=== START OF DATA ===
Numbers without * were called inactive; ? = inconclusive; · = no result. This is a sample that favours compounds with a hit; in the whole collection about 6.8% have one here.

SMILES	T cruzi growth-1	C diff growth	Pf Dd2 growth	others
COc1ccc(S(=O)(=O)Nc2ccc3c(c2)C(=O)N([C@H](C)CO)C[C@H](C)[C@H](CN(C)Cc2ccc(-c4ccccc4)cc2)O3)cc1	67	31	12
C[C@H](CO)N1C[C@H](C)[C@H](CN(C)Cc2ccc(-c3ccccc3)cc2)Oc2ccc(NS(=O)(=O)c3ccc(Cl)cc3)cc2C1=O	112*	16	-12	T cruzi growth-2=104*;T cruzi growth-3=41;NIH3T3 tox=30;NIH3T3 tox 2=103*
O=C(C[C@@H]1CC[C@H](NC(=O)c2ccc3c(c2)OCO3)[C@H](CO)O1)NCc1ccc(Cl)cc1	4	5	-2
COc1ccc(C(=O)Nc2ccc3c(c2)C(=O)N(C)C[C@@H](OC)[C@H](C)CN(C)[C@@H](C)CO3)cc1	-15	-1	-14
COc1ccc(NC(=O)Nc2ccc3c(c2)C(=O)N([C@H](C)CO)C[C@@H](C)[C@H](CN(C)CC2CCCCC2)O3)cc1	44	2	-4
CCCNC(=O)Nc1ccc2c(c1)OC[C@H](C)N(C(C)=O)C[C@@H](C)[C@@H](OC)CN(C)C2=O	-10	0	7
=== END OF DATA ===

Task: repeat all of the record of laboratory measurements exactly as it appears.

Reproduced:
Numbers without * were called inactive; ? = inconclusive; · = no result. This is a sample that favours compounds with a hit; in the whole collection about 6.8% have one here.

SMILES	T cruzi growth-1	C diff growth	Pf Dd2 growth	others
COc1ccc(S(=O)(=O)Nc2ccc3c(c2)C(=O)N([C@H](C)CO)C[C@H](C)[C@H](CN(C)Cc2ccc(-c4ccccc4)cc2)O3)cc1	67	31	12
C[C@H](CO)N1C[C@H](C)[C@H](CN(C)Cc2ccc(-c3ccccc3)cc2)Oc2ccc(NS(=O)(=O)c3ccc(Cl)cc3)cc2C1=O	112*	16	-12	T cruzi growth-2=104*;T cruzi growth-3=41;NIH3T3 tox=30;NIH3T3 tox 2=103*
O=C(C[C@@H]1CC[C@H](NC(=O)c2ccc3c(c2)OCO3)[C@H](CO)O1)NCc1ccc(Cl)cc1	4	5	-2
COc1ccc(C(=O)Nc2ccc3c(c2)C(=O)N(C)C[C@@H](OC)[C@H](C)CN(C)[C@@H](C)CO3)cc1	-15	-1	-14
COc1ccc(NC(=O)Nc2ccc3c(c2)C(=O)N([C@H](C)CO)C[C@@H](C)[C@H](CN(C)CC2CCCCC2)O3)cc1	44	2	-4
CCCNC(=O)Nc1ccc2c(c1)OC[C@H](C)N(C(C)=O)C[C@@H](C)[C@@H](OC)CN(C)C2=O	-10	0	7